Looking for a Republican suburban woman and other thoughts

MinnPost ran a story last week on prospective GOP candidates for Governor.  Of note in that story was a quote from prominent Republican operative Ben Golnik lamenting the fact that “the ideal candidate — a female from the suburbs” wasn’t out there.  As such, I found it interesting that the name of State Senator Julianne Ortman didn’t come up.  Ortman’s resume — in the Senate over a decade, former Deputy Majority Leader, a caucus leader on tax and legal issues — stacks up comparably against many of the other named contenders.  And she’s one of the Senate GOP’s better communicators, as evidenced by her continuing high profile despite not holding a formal leadership position anymore.

I have no idea if Ortman is interested in higher office — perhaps she’s signaled she’s not, which is why she didn’t make this piece.  But it seems that for many, the list of women available for statewide runs in the Minnesota Republican Party ends with Laura Brod now that Amy Koch is out of the Senate.

Given that the current list of prospective candidates all have significant question marks as it relates to their ability to either earn the Republican endorsement or win a general election — Sen. Dave Thompson might be too conservative for a statewide election, Rep. Kurt Zellers was widely criticized for his leadership (or lack thereof) last session as Speaker of the House, Sen. David Hann was an also-ran in the 2010 race for Governor, Hennepin County Sheriff Rich Stanek has perhaps spent too much time on gun issues for the base’s liking, and Hennepin County Commissioner Jeff Johnson has already lost one statewide race (Attorney General in 2006) — it seems maybe the list of usual suspects should be expanded.  But, of course, I doubt the Republicans are looking to me for advice.

Here are some other things happening in the community:

  • In case you haven’t already heard, two new restaurants opened in Chaska in the last week or so:  BullChicks in Chaska Commons, and Egg & Pie Diner in downtown.  I’m hearing positive word-of-mouth on both.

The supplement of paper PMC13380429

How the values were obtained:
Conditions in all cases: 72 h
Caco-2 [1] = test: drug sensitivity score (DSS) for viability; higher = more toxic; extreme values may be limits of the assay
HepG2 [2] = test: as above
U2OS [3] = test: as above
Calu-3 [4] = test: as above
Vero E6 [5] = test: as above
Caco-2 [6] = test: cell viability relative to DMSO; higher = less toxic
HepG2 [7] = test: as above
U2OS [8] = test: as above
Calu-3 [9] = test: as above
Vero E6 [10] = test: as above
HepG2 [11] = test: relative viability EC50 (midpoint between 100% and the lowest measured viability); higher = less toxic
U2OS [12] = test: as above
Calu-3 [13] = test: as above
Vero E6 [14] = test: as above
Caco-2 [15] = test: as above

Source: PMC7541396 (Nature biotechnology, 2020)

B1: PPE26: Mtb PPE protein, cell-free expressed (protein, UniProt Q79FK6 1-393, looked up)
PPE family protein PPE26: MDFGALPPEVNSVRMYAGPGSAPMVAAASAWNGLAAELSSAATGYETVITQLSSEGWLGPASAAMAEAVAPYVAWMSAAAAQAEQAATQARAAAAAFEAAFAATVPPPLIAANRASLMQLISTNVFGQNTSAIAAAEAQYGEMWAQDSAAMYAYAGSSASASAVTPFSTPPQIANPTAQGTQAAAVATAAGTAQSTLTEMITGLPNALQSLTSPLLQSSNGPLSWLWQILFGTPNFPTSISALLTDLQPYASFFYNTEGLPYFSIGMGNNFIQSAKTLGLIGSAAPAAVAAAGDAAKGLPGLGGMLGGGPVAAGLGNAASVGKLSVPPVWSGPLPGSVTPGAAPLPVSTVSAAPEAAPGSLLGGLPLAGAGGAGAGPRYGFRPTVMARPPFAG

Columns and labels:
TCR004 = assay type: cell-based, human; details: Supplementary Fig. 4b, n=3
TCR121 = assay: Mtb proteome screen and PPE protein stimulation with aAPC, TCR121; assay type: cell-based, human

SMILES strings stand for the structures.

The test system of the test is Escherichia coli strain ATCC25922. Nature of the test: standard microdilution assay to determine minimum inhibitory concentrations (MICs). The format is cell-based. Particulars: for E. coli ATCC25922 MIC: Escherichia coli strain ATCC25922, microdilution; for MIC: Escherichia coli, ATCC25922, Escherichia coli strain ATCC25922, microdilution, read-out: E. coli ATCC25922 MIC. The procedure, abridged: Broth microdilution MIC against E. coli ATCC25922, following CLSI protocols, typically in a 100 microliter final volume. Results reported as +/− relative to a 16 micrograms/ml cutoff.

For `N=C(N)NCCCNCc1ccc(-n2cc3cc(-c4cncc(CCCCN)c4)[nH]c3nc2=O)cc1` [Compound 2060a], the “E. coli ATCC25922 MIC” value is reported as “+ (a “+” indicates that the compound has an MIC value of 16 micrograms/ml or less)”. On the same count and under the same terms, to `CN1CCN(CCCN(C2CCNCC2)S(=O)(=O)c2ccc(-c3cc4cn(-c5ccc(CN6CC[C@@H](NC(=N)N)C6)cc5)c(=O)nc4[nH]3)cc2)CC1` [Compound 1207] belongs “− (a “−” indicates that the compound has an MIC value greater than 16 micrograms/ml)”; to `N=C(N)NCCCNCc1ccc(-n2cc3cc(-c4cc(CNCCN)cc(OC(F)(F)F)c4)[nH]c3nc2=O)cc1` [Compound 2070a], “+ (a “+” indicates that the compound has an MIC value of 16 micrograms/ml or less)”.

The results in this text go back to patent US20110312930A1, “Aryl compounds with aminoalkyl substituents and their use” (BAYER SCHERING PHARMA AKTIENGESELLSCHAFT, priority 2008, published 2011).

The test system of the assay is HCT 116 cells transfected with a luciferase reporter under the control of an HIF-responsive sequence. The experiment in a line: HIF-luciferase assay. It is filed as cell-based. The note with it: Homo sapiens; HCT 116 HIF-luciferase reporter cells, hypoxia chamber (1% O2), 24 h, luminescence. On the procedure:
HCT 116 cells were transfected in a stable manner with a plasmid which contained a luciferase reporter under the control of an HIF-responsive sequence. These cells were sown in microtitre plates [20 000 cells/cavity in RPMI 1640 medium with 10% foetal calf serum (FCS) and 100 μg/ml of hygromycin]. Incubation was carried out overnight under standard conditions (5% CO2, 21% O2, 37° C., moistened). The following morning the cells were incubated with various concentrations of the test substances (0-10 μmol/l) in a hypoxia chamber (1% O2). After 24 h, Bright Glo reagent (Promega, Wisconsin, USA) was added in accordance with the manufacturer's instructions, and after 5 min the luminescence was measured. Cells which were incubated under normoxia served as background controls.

• The two facility taskforces convened by the Eastern Carver County School District continue to make progress.  The High School taskforce is wrestling with the question of balancing programming and demographics between Chaska and Chanhassen High Schools.  Meanwhile, the Early Childhood through Middle School task force is working on finding the best way to deal with overcrowded schools on the west side of the District as well as finding a permanent home for the La Academia Spanish immersion program.  I am a member of the Early Childhood through Middle School task force  and I can attest to the difficult challenges that lie ahead here.  Over the next few months, there will be opportunities for public input on potential changes — I encourage you to keep your eyes open and attend those sessions when they occur.

6 Responses to “Looking for a Republican suburban woman and other thoughts”

  1. I went to Egg & Pie for dinner the day after they opened, and they weren’t quite ready at the time. Service was a bit harried, slow for what it was, and they had been out of pies since that morning (they were hoping to have them ready “before the dinner rush”, but it was after 6 and basically full already at that point).

    That said, I’ll try them again in a few months when things have calmed down a bit. It is very traditional “diner” food, nothing more, nothing less. The prices were reasonable, though the portions were on the small side.

  2. In all of my activities with the GOP, you are correct. They have never once mentioned seeking your advice.

    As to suburban Republicans, we’ve seen a large increase in the number of female delegates, and those seeking to make a difference in the direction of the party. There are quite a few younger gals in the mix as well, and it seems that the biggest draw is fiscal conservatism. You talk to any female delegate, and their number one concern is the ever expanding government, the unsustainable debt, and the concern for thier children and grandchildren.

  3. The point here is not so much about whether Ortman should or shouldn’t be the governor candidate. That’s not my fight.

    Rather, it’s about the lack of imagination that fails to recognize that there are in fact Republican suburban women who could be credible candidates. Ortman (among others) has credentials that match up with those who are routinely mentioned for such a run.

    • Agreed. The left’s lack of imagination as to what actually goes on in our party is astounding. Some elitist media knob says that party is anti-women, and half of the people are guillible enough to believe it. As if we sit around and plot ways to keep women from running for office. That would make about half of our party self-hating. Seems unlikely when the brain is engaged.


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